His early years[change | change source]
Siddhārth Gautam(Sidaaha) was born in the kingdom of Kapilvastu in Nepal. At present this birthplace is called Lumbini, in Nepal. At that time, a clan called the Shakya's ruled Kapilvastu. His father was a king named Suddodana Tharu, and his mother was the beautiful Mahamaya. Siddhārtha lived in luxury; his father kept trouble and hard work far from him. A seer predicted that if Siddhārth stayed inside his palace his whole life, then he would become a great king. However, if he left the palace, then he would become a great religious leader. The king did not want his son to become a religious leader. He kept Siddhartha in the palace for his whole childhood.
When he was older, his father found a woman for Siddhārth to marry at the age of 16. He married the woman named Yashodhara, and they had a son, Rahul. Although Gautam had everything he could want, he still was not happy. He wanted to learn the meaning of his existence.
He got out of the castle against his father's orders. He saw the "Four Passing Sights": an old crippled man, a sick man, a dead man, and a holy man with no home. Right then, Gautam knew that nothing can stop people from being born, becoming old, getting sick, and dying. He decided to give up his worldly life. He would not keep his wives, his children, his wealth, or his palace. He would become a holy man with no home. He would look for the answer to the problem of birth, old age, sickness, and death. He left his home in the middle of a dark and stormy night.
Seeking answers[change | change source]
At that time, holy men were usually ascetics. They hurt their bodies in order to help their spiritual beings. They do not do things they like so they can defeat their desires. The most ascetic kinds of holy men were called Jains. They practiced self-denial and made themselves suffer very much. They believed this would free the ātman (soul) from pain and sadness. Siddhārth did these things well. Eventually he was better than his teachers. He still found no answer, and he left his teachers, some friends and he went even farther. He ate only six grains of rice a day. He tried holding his breath. He became just skin and bones, and he nearly died. Still, he had no answer.
Siddhārth started to think again about this path. He thought there might be a better way than hurting himself. He found a figtree (now called the Bodhi tree) and started to meditate. He told himself that he would not get up until he had found enlightenment. He meditated under the tree for 49 days. His mind is said to have become pure, and then, six years after he began his path, he said he found Enlightenment, and became the Buddha.
The life as a Buddha[change | change source]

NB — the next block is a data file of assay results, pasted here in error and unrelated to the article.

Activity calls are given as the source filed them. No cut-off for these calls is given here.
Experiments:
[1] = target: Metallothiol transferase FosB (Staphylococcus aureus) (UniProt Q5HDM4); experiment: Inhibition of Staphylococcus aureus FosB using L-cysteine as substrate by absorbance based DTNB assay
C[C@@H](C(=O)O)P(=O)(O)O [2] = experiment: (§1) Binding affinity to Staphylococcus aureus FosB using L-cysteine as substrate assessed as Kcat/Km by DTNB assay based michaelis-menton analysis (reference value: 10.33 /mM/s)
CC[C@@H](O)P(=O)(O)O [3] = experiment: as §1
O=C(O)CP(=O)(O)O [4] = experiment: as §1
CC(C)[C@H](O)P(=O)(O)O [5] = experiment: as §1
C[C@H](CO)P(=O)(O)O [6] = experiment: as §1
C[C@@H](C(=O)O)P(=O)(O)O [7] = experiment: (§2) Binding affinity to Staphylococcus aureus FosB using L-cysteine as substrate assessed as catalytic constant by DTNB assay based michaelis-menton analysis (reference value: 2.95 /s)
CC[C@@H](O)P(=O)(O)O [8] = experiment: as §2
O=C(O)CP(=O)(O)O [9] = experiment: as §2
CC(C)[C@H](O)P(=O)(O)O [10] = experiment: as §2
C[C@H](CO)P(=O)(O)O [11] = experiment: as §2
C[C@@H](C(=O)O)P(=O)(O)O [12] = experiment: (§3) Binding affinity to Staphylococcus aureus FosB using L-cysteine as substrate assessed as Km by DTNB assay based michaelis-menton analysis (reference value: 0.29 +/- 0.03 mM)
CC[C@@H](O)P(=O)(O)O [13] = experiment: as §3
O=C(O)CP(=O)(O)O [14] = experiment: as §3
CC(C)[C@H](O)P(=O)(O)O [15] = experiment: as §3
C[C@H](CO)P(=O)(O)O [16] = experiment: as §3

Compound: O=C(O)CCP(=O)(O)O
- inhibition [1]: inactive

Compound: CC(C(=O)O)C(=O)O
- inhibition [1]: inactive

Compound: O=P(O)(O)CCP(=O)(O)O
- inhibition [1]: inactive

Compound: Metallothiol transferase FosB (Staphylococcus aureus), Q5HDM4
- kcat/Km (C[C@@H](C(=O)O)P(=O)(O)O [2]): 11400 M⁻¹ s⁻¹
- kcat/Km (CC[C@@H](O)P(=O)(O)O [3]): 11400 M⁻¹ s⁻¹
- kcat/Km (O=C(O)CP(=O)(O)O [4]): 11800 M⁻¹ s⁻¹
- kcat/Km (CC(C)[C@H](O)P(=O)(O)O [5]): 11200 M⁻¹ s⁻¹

When the Buddha became enlightened, he knew the answer to suffering, and he knew how to defeat suffering. This answer was called the Four Noble Truths. He was not sure if he should teach his new ideas or not. He asked himself if the world was ready for such a deep teaching. But in the end, he decided to travel to a town called Sarnath to teach the people his new way. He taught about the Four Noble Truths and the Noble Eightfold Path. The people listened to him.
When he taught, he did not pretend to be a god. He said he was just a man who had found the meaning of life (enlightenment), and that any person can also find the meaning of life. For the rest of his life, he walked all over Southern Nepal and parts of India to teach people what he believed. He started a Sangha, which is a group of Buddhist monks and nuns. Many people became enlightened because of him. At the age of 80, Gautam Buddha died of food poisoning.
The life teachings[change | change source]
The teachings of the Buddha are known as Buddhism. Buddhism is mostly about ending the feeling of pain that all people feel inside. Gautam Buddha taught that pain is a part of all life. He taught that pain is because of desire. And he showed that there is a way to end desire and end pain by doing good things, not doing bad things, and training one's mind. This is done to end pain and gain enlightenment.
Buddhism teaches non-harm and balance – not going too far one way or the other. The Buddha taught people to meditate, or think deeply, while sitting in the lotus position. Some Buddhists chant and meditate while walking. Buddhists sometimes do these things to understand the human heart and mind. Sometimes they do these things to understand the way the world works. Sometimes they do these things to find peace.
The Buddha would not say if gods exist or not. He taught that people should not look to gods to save them or bring them enlightenment. The gods may have power over world events and they might help people, or they might not. But Buddha believed that it is up to each person to become enlightened.
Related pages[change | change source]
References[change | change source]
- "Buddhists celebrate birth of Gautama Buddha". A&E Television Networks. http://www.history.com/this-day-in-history/4/8?catId=6. Retrieved 4 July 2010.
- "Yashodhara (wife of Buddha)". britannica. http://www.britannica.com/EBchecked/topic/1224840/Yashodhara. Retrieved 4 July 2010.
- "Rahula -— The Son of the Enlightened One". BuddhaNet. http://www.buddhanet.net/e-learning/buddhism/disciples13.htm. Retrieved 4 July 2010.
- "Bodhi Tree, Bodhgaya". Sacred Destinations. August 8, 2009. http://www.sacred-destinations.com/india/bodhgaya-bodhi-tree. Retrieved 4 July 2010.
Other websites[change | change source]
|Wikimedia Commons has media related to: Gautama Buddha|
|Wikiquote has a collection of quotations related to: Gautama Buddha|